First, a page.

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Has Debt Reached Worrying Levels?

Levels of indebtedness are on the rise, driven by growing mortgages. But are they a cause for concern?

Australians’ growing indebtedness has been making headlines in recent months. In January, UBS analysts sounded the alarm over ‘extremely elevated’ debts after the household-debt-to-income ratio hit 200% – one of the highest in the world. UBS’s estimates place total household debt at $2.466 trillion.

This realisation hit in late 2017, after the Australian Bureau of Statistics (ABS) started including mortgage debt held by self-managed super funds in its calculation of total household liabilities. The result was a 3% increase in total household debt.

Figure 1: Household debt to disposable income (%)

Source: Canstar, based on Reserve Bank of Australia (RBA) data and UBS estimates.

ABS data shows that in 2015–16, around three in 10 Australian households were ‘over-indebted’ based on the ratio of debt to income or assets. The growth in debt has outpaced that of incomes and assets, sending the proportion of over-indebted households up from 21% in 2003–04 to 29% in 2015–16.

While the proportion of households with some amount of debt remained nearly unchanged from 2003–04 levels – at 74% in 2015–16 – average household debt almost doubled from $94,100 in 2003–04 to $168,600 in 2015–16.

There is one major factor behind this increase: the mounting property debt.

A Mountain Of Property Debt

According to the ABS, property debt grew steadily over the past 12 years, rising from $78,400 in 2003–04 to $149,600 in 2015–16. In fact, over-indebted households were more than twice as likely as other indebted households to have a home loan, and about four times more likely to hold other property loans.

Analysts are blaming the increase in property indebtedness for rising mortgage stress, defined as the inability of a household’s net income to cover ongoing costs. In March 2018, research firm Digital Finance Analytics estimated that 30% of households in Australia – more than 956,000 households – were experiencing mortgage stress. The company expects this number to continue increasing as living costs continue to rise and wage growth remains stagnant.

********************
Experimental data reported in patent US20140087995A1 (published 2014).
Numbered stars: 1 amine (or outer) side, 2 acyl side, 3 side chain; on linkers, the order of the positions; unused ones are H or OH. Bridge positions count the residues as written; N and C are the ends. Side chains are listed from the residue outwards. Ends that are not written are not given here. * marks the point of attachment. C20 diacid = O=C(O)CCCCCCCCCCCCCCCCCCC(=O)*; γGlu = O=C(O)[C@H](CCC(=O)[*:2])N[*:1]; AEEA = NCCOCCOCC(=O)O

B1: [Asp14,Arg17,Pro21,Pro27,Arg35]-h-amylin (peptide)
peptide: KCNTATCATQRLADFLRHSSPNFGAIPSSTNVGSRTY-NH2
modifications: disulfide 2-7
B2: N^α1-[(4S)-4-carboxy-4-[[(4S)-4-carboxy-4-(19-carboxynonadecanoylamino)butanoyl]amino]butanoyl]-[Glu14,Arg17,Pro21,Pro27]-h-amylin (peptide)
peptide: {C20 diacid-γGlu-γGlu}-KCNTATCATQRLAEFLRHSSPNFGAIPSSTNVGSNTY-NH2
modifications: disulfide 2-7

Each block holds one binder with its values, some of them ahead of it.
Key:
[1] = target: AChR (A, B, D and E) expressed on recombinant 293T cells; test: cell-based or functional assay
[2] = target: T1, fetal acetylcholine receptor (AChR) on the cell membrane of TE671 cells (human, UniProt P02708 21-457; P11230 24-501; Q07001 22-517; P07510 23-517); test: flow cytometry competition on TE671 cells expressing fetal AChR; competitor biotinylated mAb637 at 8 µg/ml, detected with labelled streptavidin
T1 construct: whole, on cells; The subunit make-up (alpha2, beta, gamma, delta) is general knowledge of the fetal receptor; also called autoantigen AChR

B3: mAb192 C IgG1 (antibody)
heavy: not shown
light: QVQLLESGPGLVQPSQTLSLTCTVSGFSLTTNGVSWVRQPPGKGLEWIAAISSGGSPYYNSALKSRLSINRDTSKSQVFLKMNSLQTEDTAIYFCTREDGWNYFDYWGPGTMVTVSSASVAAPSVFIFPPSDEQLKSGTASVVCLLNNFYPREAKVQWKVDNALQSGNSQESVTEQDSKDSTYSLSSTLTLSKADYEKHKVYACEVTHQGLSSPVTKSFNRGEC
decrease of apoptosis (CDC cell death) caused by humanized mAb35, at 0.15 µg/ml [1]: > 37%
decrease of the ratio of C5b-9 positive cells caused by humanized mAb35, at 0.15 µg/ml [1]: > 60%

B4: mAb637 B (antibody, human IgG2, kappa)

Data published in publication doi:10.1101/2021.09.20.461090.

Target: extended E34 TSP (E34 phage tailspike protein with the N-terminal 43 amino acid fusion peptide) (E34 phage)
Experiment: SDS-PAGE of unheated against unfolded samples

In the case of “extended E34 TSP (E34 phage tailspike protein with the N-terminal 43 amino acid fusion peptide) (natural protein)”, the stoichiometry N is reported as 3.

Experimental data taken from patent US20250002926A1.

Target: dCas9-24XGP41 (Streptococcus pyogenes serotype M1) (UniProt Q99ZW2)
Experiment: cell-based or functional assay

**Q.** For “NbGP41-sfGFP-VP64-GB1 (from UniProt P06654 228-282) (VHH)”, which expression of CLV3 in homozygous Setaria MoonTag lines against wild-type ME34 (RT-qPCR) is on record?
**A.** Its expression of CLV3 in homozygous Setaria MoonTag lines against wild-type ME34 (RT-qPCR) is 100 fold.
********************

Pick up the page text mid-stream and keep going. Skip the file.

Figure 2: Mortgage stress levels

Source: Digital Finance Analytics.

Should We Be Worried?

Despite the doom-and-gloom predictions from some analysts, the RBA doesn’t consider the risk from household mortgage stress to be acute.

In a speech last February, RBA Assistant Governor Michele Bullock acknowledged that debt levels are high and that some households are experiencing financial stress. But she pointed out that this group is not growing rapidly, implying that the risk to Australia’s wider financial stability is not so severe.

A survey of households with mortgage debt conducted by Household, Income and Labour Dynamics in Australia (HILDA) found that the median housing-debt-to-income ratio had risen over the past 10 years, to about 250% in 2016. Yet at the same time, Bullock said the median ratio of mortgage servicing payments to income had remained stable, coming in at 20% in 2016.

Lending Restrictions Continue

Lending has slowed down since the Australian Prudential Regulation Authority started clamping down on interest-only and investor loans. Banks have also tightened their own credit and serviceability assessment policies. The fall-out from the Banking Royal Commission has also prompted many lenders to toughen their standards, making it difficult for borrowers to get credit.

The overall effect could be a slowdown in borrowing and potentially, in the growth of debt.

Interest Rates Remain Low

Historically low interest rates are also helping borrowers manage their debts. In a statement in April 2018, RBA Governor Philip Lowe said low interest rates continue to support the economy. Progress in reducing unemployment and returning inflation to target levels – the central bank’s conditions for raising rates – is expected to be gradual. This should help keep interest rates at their record low point for much of 2018, giving borrowers some room to breathe.

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